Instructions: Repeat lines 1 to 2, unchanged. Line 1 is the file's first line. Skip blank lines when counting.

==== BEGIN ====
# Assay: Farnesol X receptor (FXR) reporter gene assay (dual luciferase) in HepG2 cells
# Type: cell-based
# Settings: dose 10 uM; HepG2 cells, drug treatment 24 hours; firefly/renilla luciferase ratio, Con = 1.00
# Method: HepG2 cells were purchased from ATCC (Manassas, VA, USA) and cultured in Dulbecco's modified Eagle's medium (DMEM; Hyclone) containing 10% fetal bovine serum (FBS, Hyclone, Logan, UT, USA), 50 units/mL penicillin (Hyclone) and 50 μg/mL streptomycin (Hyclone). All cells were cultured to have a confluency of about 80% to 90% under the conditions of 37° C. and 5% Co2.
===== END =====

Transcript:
# Assay: Farnesol X receptor (FXR) reporter gene assay (dual luciferase) in HepG2 cells
# Type: cell-based